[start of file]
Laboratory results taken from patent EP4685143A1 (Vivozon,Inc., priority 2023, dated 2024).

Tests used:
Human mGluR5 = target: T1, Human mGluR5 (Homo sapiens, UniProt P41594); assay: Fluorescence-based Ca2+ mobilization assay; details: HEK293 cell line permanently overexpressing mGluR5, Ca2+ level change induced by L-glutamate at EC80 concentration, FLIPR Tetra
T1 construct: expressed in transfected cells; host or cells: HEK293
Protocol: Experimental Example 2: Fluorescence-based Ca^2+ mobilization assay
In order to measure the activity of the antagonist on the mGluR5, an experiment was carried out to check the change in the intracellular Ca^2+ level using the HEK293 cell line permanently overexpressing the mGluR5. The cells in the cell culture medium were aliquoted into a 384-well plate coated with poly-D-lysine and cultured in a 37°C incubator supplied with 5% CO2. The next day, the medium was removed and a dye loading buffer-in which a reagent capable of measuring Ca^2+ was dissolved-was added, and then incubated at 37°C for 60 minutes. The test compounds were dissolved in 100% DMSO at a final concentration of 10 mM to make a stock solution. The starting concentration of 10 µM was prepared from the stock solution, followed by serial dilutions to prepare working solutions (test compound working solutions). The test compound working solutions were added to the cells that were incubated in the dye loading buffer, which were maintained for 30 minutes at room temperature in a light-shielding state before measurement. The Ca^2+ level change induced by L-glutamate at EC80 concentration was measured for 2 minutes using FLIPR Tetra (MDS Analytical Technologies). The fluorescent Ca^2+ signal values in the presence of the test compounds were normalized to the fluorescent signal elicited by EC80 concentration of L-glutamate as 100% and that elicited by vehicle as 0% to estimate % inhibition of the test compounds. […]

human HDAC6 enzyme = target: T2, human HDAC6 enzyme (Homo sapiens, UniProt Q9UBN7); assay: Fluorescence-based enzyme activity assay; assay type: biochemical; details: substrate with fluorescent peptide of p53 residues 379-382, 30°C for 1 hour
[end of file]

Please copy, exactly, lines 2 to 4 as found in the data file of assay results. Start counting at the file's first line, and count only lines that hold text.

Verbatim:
Tests used:
Human mGluR5 = target: T1, Human mGluR5 (Homo sapiens, UniProt P41594); assay: Fluorescence-based Ca2+ mobilization assay; details: HEK293 cell line permanently overexpressing mGluR5, Ca2+ level change induced by L-glutamate at EC80 concentration, FLIPR Tetra
T1 construct: expressed in transfected cells; host or cells: HEK293